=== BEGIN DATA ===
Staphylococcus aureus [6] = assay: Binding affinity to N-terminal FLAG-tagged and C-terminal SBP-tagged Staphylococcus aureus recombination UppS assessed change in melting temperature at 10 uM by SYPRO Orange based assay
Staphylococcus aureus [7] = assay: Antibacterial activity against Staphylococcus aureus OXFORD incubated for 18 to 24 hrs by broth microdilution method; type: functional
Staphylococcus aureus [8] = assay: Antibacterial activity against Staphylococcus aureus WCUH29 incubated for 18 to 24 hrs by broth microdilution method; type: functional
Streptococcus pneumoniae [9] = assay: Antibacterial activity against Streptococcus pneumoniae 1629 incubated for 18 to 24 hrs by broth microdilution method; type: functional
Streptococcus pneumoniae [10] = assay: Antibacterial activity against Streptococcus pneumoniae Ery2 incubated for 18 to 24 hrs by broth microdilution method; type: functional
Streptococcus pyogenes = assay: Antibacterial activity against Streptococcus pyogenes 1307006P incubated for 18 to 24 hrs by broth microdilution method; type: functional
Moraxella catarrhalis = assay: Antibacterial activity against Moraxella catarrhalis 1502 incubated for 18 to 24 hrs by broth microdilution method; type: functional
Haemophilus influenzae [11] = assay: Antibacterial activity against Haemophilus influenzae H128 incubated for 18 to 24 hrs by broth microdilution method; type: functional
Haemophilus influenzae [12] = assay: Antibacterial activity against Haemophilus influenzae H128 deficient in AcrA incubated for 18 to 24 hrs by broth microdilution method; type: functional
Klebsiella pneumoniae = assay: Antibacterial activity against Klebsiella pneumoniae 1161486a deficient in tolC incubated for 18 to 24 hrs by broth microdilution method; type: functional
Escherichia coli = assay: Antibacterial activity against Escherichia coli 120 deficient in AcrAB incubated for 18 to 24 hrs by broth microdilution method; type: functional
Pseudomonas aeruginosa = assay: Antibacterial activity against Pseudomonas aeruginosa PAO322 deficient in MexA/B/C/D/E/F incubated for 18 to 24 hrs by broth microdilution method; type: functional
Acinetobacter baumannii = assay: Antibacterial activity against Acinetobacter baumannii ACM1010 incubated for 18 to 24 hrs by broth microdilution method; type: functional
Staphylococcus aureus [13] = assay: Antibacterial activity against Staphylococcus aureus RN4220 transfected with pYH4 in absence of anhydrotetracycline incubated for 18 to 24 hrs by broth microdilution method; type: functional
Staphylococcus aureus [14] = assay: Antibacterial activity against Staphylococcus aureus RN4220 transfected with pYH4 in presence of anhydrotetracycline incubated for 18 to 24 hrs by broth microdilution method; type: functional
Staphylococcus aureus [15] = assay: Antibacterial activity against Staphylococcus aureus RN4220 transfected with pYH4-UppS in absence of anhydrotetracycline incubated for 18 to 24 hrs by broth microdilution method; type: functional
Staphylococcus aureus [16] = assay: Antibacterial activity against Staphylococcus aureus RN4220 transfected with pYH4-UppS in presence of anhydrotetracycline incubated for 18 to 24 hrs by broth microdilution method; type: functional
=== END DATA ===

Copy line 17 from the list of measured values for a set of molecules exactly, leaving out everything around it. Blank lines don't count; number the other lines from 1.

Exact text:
Staphylococcus aureus [16] = assay: Antibacterial activity against Staphylococcus aureus RN4220 transfected with pYH4-UppS in presence of anhydrotetracycline incubated for 18 to 24 hrs by broth microdilution method; type: functional